Printwear

March '17

For the Business of Apparel Decorating

Issue link: http://read.uberflip.com/i/788730

Contents of this Issue

Navigation

Page 36 of 106

32 || P R I N T W E A R M A R C H 2 0 1 7 Josh Ellsworth is an industry expert on apparel customization and General Manag- er of Stahls' CAD-CUT Direct. His portfolio includes a YouTube site (youtube.com/ joshellsworth) with more than 50 educa - tional videos, a blog (joshellsworth.com) that is updated regularly and consulting PRESSING MATTERS B Y J O S H A N D Z A C H E L L S W O R T H visits that have been made to some of the largest apparel-customization businesses in the U.S. You can reach Josh by email at josh@cadcutdirect.com and you can find him here, on the hot spot, talking about customization beyond the basics in every issue. Tune in for marketing strategies and sales tips in the heat-applied graphics discipline. Zach Ellsworth is a lead educator at StahlsTV.com and manages equipment sales for STAHLS'. He has helped thousands of business owners successfully start and grow their decorating business. You can reach Ellsworth at zach.ellsworth@stahls.com. W ith the rise of athleisure and retail fashion inspiring the custom apparel industry, today's blank apparel is changing to be softer and more lightweight. To achieve a softer feel, many blanks are being manufactured with a blend of materials such as cotton, polyester, rayon, or viscose. While these blends create a luxurious hand, they also introduce some heat printing challenges, specifically with scorch marks. In- troducing high levels of synthetic fabrics into a garment makes it harder to print. Care and product choice are paramount when print- ing these items. With the right heat press, loading technique, knowl- edge, and transfer product, you can capitalize on trending T-shirts, such as the tri-blend, while maintaining high-quality results. KNOW YOUR FABRIC First, we must understand what a tri-blend fabric is so that we can heat press it successfully. A tri- blend is made up of a combination of three different fabrics to create an interesting look, a comfortable feel, and an attractive drape for the wearer. This fab- ric composition typically includes 50 percent polyester and some combination of rayon and cotton for the bal- ance of the construction. The cotton gives the garment breathability. Polyester adds resiliency and durability to the item, and rayon is added for a comfortable drape. This is where we get the soft, flowy feel that customers want. Tri-blend fabrics are most commonly found in fashion-forward blanks such as T-shirts and sweatshirts for juniors', young men's, and women's apparel. These garments have a higher perceived value, which is a bonus for apparel decorators, giving them the opportu- nity to sell a T-shirt at a higher price to generate more profit per printed piece. With a sound understanding of the composition of this super soft and trendy garment, it's time to explore how to heat print it suc- cessfully. A (HEAT) SENSITIVE SUBJECT It's always a good idea to start with the three-part recipe that makes up any successful heat press application: time, tempera- ture, and pressure. For time and temperature, the application of your heat transfer and heat press settings will be crucial to eliminating shiny scorch marks on the T-shirt. With any heat-sensitive blank, from polyes- Taming Tri-Blends with Heat Printing Tri-blends provide a soft hand-feel, but they also require a unique setup to properly apply heat transfers. (All images courtesy STAHLS')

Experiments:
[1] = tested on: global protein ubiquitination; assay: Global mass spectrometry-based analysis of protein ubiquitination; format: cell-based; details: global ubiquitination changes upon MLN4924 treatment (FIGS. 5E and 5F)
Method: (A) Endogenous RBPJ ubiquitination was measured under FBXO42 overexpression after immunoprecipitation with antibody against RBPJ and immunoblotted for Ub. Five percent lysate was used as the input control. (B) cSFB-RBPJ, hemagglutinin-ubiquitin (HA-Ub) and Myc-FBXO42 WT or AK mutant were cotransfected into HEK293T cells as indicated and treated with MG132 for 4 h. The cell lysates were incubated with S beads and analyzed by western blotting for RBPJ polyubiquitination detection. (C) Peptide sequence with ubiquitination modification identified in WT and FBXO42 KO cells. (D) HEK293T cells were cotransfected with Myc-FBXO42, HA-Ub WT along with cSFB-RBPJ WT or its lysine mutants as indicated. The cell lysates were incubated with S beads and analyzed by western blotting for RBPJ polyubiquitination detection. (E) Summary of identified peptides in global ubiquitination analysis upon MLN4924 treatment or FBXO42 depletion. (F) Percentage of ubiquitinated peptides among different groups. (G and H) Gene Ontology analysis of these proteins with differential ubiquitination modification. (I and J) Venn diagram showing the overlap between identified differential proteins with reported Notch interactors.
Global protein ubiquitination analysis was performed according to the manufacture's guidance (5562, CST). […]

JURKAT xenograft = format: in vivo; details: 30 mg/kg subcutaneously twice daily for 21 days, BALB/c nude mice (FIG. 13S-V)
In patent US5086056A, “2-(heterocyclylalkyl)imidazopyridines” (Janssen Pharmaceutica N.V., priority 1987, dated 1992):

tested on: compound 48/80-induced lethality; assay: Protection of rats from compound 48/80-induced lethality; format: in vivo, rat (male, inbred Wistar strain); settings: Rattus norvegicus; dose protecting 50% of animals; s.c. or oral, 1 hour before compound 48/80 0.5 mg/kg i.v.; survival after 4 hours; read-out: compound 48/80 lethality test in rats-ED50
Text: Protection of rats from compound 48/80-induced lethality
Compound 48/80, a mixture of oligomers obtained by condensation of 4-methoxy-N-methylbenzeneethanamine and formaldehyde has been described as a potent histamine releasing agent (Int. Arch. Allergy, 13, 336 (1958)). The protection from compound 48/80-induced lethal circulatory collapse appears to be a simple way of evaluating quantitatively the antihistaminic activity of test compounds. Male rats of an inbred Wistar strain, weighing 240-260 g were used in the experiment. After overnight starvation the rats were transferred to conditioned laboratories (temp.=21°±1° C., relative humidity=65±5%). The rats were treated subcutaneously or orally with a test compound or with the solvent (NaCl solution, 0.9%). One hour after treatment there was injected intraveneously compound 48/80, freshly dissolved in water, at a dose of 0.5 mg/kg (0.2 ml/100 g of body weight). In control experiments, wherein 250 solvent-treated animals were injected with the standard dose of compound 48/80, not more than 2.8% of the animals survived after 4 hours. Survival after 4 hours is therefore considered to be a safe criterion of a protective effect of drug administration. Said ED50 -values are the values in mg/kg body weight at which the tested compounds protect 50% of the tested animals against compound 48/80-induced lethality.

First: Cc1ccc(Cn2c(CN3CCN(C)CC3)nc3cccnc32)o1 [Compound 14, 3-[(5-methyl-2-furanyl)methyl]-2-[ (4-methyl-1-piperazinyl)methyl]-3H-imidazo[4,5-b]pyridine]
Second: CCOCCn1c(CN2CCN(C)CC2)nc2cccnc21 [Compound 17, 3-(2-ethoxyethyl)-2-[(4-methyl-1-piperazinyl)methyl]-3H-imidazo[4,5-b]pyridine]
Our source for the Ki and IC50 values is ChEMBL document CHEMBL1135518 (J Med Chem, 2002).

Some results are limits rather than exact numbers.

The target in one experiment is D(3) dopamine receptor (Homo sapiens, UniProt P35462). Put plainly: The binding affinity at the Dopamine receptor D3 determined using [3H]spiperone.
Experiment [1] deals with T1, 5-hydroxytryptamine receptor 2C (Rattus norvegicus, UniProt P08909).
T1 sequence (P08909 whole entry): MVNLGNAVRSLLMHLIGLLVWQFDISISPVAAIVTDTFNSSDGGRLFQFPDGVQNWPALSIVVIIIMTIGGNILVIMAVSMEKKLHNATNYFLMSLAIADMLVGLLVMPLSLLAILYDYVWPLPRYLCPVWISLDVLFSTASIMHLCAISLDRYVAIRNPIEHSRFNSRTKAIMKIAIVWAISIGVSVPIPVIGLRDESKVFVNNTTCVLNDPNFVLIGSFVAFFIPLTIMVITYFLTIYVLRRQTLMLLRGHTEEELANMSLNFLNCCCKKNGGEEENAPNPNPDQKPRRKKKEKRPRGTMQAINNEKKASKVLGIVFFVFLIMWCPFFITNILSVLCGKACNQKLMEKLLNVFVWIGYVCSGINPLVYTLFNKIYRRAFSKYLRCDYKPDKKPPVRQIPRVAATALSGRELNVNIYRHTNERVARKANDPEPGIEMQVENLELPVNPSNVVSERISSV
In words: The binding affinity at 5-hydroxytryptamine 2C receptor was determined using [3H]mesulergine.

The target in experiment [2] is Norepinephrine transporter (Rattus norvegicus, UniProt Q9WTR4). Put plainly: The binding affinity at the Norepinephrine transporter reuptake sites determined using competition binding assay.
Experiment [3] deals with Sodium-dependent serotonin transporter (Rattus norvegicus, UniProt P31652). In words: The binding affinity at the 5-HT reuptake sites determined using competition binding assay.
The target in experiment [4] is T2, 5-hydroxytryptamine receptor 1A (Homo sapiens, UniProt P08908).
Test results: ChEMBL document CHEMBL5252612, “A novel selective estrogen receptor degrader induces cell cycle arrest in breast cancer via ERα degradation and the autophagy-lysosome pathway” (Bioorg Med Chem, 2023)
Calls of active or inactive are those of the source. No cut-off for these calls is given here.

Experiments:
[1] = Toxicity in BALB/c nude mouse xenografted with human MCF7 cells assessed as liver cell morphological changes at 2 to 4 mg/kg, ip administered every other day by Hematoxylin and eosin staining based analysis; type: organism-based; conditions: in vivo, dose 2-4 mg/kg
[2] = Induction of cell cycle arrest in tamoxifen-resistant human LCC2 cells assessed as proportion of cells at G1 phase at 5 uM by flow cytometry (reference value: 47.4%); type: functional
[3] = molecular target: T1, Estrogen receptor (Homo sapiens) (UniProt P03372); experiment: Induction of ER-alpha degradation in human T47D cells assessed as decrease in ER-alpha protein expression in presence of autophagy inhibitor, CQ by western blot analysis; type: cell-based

Articles in this issue

Links on this page

view archives of Printwear - March '17